While I accept the NRC panel's conclusion that widespread fusion of ICs is impractical and perhaps inappropriate at this time, I continue to believe that steps must be taken to overcome the effects of Balkanization at the NIH on the planning and support of its scientific programs. There are several reasons for this. It is very difficult if not impossible to conduct strategic planning routinely with twenty seven IC Directors and several Deputy Directors of the NIH. Existing ICs vary greatly in the size of budget and staff, so that many cannot afford to carry out important programs entailing the clinical, multi-disciplinary, or technologically sophisticated research required by modern biomedical science. All ICs are understandably protective of existing resources and programs, making collective efforts difficult to initiate and maintain, especially when budgetary increases are small, as seems likely to occur in the immediate years ahead.

What steps, short of IC fusions, can be taken? The current NIH Director, Elias Zerhouni, has recently completed a Herculean planning process to produce the just-announced NIH Road Map, a highly commendable blueprint for coordinated efforts -- in technology development, interdisciplinary training, and clinical research -- to which all ICs have pledged to contribute. However, this remarkable achievement is unlikely to be regularly reproduced.

I suggest a few steps to simplify inter-IC program planning and more efficient use of resources in the future.

  • (a) Authorize the formation of "clusters" of ICs to propose and fund large, mutually beneficial initiatives. Although the composition of "clusters" should be subject to further discussion, one possible arrangement would conform to the five fusions I proposed earlier.
  • (b) Provide financial incentives to ICs that develop and support coordinated efforts.
  • (c) Use the "clusters" to achieve administrative efficiencies (e.g. in personnel management and procurement functions) and consolidate intramural research programs, in the fashion illustrated by the Neuroscience Initiative now underway on the NIH campus in Bethesda.
  • (d) Establish legislative barriers to the creation of new ICs by requiring an extensive review process that guarantees a well-documented need for any newly authorized unit.
2. Augment the authority of the NIH Director.

As discussed in the preceding section, the NIH is organizationally complex and difficult to lead. Regardless of the methods that are used to control the number of ICs or to encourage collaboration among the ICs, it is time to consider measures that would provide the NIH Director with a stronger role in research planning. This would improve the management of the agency and make the Director's job more attractive to prospective candidates.

I envision several ways to do this.

  • (a) The NIH Director should be given greater discretionary authority over the appropriated budgets of the ICs, so that he or she can encourage the kinds of inter-IC or trans-IC programs mentioned above. (This could be achieved with a larger Discretionary Fund, an enhanced Transfer Authority, or a larger direct allocation to the Office of the Director, with the option of later transferring those funds to ICs for project management and continued support.)
  • (b) The Office of the Director (OD) should be enlarged to include a cohort of scientist-administrators who could take a more active role in the planning of research programs in concert with the ICs. These individuals, who might be short-term government employees on leave from academic or industrial positions, would be responsible for proposing and initiating innovative research programs that would ultimately be transferred to one or more ICs.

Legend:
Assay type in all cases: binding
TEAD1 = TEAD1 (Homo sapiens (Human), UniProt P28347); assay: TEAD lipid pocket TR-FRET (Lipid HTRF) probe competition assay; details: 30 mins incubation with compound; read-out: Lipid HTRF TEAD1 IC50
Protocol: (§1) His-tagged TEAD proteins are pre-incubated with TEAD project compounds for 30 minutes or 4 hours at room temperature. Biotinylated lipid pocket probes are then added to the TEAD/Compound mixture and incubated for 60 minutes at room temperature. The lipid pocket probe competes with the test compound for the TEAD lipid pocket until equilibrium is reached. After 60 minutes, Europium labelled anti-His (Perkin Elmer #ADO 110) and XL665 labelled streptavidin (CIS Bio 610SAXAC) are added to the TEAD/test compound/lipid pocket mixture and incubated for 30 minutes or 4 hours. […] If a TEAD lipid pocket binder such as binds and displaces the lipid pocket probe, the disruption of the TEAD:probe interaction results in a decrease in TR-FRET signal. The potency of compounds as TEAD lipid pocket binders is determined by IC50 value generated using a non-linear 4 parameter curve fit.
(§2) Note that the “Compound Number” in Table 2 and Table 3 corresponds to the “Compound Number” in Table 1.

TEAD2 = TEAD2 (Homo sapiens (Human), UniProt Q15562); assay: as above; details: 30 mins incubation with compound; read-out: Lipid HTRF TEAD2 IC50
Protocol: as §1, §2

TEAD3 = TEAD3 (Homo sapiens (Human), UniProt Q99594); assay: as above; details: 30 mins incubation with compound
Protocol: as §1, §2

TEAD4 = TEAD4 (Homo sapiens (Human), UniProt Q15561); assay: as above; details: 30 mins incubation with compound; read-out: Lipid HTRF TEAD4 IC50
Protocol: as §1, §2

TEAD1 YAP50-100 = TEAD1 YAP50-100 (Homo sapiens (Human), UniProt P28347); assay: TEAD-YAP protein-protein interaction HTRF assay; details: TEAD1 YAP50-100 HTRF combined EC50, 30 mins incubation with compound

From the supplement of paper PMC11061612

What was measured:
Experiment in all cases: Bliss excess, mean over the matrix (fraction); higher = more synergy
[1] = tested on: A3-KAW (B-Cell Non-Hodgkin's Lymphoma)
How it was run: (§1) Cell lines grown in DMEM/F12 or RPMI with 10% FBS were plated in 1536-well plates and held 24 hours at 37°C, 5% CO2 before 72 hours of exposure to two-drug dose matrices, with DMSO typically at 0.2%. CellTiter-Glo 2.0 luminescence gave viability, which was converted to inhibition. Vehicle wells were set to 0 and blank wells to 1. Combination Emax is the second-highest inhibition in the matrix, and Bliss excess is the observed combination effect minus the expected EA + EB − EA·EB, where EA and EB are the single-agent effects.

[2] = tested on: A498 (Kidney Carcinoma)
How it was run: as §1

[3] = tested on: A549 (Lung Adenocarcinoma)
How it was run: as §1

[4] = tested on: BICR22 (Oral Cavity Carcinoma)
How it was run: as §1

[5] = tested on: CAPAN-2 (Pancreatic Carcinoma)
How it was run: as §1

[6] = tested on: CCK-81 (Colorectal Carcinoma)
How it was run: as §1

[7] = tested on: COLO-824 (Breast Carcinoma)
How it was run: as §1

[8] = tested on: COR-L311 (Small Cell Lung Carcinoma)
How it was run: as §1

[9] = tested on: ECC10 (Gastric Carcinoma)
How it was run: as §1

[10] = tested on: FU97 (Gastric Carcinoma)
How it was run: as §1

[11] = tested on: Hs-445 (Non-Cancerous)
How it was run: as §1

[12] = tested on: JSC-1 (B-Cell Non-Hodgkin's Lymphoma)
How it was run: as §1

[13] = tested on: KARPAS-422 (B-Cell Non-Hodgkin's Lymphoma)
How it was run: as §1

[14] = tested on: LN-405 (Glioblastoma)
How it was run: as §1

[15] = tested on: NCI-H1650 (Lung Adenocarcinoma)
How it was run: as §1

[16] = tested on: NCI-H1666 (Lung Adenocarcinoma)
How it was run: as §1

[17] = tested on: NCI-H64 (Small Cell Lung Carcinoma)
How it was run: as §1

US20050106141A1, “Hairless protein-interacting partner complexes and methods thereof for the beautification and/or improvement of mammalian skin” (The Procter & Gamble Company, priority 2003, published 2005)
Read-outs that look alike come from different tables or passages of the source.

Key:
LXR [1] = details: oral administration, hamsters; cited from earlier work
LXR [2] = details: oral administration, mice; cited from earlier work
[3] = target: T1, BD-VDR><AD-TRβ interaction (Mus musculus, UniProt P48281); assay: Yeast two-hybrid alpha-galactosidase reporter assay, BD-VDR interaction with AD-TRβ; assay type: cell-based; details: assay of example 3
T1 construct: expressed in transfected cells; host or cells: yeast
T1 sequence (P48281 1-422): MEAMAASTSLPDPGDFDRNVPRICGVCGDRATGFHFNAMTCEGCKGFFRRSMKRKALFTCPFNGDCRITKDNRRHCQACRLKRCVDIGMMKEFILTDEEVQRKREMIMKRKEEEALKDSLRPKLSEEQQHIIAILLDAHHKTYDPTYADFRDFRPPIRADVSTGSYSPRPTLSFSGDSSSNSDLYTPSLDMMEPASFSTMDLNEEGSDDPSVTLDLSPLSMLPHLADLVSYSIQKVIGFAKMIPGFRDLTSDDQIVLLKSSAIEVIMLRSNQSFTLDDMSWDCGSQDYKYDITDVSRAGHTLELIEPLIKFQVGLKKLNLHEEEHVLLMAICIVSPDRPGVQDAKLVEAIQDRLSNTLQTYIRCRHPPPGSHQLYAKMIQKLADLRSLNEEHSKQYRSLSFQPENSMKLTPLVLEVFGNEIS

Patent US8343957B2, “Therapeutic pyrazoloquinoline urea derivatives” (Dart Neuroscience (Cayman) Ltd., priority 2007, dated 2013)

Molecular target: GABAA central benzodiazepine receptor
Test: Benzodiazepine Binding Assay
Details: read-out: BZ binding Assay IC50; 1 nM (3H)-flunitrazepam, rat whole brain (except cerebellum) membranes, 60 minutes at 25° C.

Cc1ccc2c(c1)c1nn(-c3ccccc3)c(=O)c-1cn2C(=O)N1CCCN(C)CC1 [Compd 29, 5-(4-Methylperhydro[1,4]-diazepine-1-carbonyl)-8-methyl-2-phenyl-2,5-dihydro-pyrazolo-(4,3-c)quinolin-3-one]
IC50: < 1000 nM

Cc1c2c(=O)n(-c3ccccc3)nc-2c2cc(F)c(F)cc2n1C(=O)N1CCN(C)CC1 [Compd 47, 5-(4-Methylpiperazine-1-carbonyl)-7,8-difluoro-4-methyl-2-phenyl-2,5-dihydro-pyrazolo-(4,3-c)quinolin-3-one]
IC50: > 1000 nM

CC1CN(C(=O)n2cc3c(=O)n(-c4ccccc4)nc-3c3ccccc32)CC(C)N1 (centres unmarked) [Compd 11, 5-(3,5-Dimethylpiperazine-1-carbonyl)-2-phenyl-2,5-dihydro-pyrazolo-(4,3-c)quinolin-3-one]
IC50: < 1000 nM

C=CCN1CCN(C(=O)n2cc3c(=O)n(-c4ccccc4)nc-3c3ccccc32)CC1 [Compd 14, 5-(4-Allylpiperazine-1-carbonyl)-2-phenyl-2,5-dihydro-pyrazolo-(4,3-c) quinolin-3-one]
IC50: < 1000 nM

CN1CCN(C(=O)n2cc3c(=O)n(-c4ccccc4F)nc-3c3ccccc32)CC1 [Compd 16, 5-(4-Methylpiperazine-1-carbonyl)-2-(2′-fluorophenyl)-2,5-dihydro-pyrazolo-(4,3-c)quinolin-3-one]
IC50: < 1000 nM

• (c) The NIH Director would be authorized to assemble a small group of IC Directors to serve as an Executive Committee to plan new initiatives. The members of this group would ideally represent the thematic "clusters" of ICs described earlier and serve limited terms on the committee.
  • (d) To optimize the planning process and avoid uncertainties in status, all ICs and their Directors would have the same authorities. To achieve this, the special privileges conferred upon the National Cancer Institute would need to be reversed by Congress, as also recommended by Dr. Shapiro's panel. I also support the panel's suggestion that IC Directors serve fixed terms, with the option of renewal.
3. Insulate the NIH from partisan politics.

NIH is a creation of government and is appropriately subject to oversight by the Executive and Congressional branches. But it works best when the selection of its leadership and advisors, the review of its operations, and the allocation of its fiscal support are based on performance, scientific needs, and public health objectives that can be endorsed by both parties.

Several means can be considered to re-enforce the traditional bipartisan approach to the NIH. I have long supported the idea that the NIH Director should be appointed for a fixed term of about six years, with the option of an additional term, to separate the selection of a Director from electoral politics. Second, the selection of the Director of the NCI should be conducted in the same manner as the selection of other IC Directors, in accord with my earlier recommendation that the NCI be treated like the other ICs. Third, Congress should endorse the concept that members of Advisory Councils and other review panels should be selected on the basis of their knowledge of the medical and scientific issues faced by the NIH and its components, not as rewards for political views or favors.

In closing, I would like to thank the members of this Joint Committee for undertaking a careful review of the NIH and for conducting this hearing. As I have emphasized, the NIH is a remarkable agency, and it offers an unusual opportunity for constructive oversight. Any beneficial actions will be applauded widely by a public eager for the government's support of advances against disease.

I would be pleased to try to answer any questions you might have.